The world’s biggest solar thermal plant is being opened in the Moroccan city of Ouarzazate next month, and it’s expected to bring renewable energy to 1 million locals for 20 hours a day.
Built on the vast desert plains of the Sahara, the plant will have unfettered access to sunlight during the day, and the resulting heat will be used to melt large amounts of salt. This mechanism will allow the system to retain heat energy to power a steam turbine at night, giving the locals access to almost-round-the-clock renewable energy.
“Whether you are an engineer or not, any passer-by is simply stunned by it,” Paddy Padmanathan from Saudi-owned ACWA Power responsible for the solar thermal project, told Roger Harrabin at BBC News. “You have 35 soccer fields of huge parabolic mirrors pointed to the sky which are moveable so they will track the Sun throughout the day.”
The new plant is part of Morocco’s plan to get 42 percent of its electricity from renewables by 2020. Not only is the move a testament to the country’s commitment to doing its part of mitigate the effects of climate change, but it will also free Morocco up from its dependence on important fossil fuels.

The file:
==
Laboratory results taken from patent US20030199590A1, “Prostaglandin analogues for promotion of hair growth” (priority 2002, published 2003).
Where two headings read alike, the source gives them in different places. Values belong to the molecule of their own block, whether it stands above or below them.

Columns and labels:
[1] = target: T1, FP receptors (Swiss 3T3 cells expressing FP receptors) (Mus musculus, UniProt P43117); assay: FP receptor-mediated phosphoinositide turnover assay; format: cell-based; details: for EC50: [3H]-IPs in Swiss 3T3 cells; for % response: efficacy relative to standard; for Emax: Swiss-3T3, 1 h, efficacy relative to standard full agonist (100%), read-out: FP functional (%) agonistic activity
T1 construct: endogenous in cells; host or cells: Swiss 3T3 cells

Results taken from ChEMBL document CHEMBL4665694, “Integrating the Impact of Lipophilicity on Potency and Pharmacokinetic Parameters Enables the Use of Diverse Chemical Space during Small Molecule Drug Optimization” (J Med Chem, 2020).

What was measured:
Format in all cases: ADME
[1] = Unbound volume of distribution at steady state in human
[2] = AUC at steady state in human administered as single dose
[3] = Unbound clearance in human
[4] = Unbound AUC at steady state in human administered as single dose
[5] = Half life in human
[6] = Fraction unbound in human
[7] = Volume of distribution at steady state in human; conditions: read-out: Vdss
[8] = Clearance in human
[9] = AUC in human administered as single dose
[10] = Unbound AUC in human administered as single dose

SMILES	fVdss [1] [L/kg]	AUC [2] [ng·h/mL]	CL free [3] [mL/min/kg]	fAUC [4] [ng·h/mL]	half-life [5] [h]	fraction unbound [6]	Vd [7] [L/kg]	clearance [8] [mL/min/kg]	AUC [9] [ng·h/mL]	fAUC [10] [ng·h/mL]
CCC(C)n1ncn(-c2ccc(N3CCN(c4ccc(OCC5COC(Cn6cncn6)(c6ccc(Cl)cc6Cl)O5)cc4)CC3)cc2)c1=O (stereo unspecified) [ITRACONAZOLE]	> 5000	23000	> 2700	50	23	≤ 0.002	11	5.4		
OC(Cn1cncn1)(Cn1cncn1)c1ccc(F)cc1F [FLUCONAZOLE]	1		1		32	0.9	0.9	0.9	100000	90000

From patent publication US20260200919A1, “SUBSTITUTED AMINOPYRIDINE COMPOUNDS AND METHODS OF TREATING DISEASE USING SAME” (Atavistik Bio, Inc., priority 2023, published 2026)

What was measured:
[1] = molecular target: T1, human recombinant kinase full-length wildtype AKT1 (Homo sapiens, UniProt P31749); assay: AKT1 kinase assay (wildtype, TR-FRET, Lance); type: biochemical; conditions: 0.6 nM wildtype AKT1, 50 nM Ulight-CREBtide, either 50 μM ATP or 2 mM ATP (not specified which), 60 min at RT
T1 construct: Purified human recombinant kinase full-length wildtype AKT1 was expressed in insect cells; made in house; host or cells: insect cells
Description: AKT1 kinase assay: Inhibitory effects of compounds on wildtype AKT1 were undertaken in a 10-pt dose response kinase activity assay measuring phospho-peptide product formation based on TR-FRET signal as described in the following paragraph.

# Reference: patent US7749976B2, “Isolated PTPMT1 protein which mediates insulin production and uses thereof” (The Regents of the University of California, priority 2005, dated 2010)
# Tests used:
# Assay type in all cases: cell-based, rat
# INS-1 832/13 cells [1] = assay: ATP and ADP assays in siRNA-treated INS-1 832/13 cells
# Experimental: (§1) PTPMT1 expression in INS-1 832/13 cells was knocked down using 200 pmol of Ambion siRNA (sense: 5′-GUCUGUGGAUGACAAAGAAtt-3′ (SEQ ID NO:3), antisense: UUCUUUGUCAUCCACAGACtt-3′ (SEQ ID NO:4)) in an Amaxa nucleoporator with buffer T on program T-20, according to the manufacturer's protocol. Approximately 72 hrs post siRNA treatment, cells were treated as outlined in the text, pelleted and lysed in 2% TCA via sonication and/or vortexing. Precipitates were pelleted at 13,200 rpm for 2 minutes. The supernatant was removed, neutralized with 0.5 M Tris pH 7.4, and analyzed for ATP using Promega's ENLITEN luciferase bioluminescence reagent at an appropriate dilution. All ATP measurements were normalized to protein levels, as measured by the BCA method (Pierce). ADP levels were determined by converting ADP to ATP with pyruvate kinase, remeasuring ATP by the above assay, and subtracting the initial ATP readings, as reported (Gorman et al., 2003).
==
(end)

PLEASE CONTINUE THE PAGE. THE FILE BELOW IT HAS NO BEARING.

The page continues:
The BBC reports that the country has been 98 percent dependent on imported fossil fuels, and is currently importing its electricity from Spain, but Morroco’s King Mohammed VI is now determined to put the huge potential for solar energy from Saharan sun, coastal wind from the Atlantic Ocean, and hydro power from the surrounding mountains to good use.
“We are convinced that climate change is an opportunity for our country,” environment minister Hakima el Haite told Harrabin.
The team behind the plant predicts that not only will it give Morocco the first real chance it’s ever had to free itself from imported electricity, but it will soon see the tables turned, with Europe likely to be buying renewable energy from Morocco in the coming decades. And this will all be facilitated by the plant’s ability to store heat energy for later.
“If Morocco is able to generate electricity at 7, 8 cents per kilowatt – very possible – it will have thousands of megawatts excess,” says Padmanathan from ACWA Power. “It’s obvious this country should be able to export into Europe, and it will. And it will not need to do anything at all… [all] it needs to do is just sit there because Europe will start to need it.”
[desert envy intensifies]
Now, if only that other country blessed with boundless solar, wind, and hydro power potential *cough Australia, cough* would smarten up and follow suit.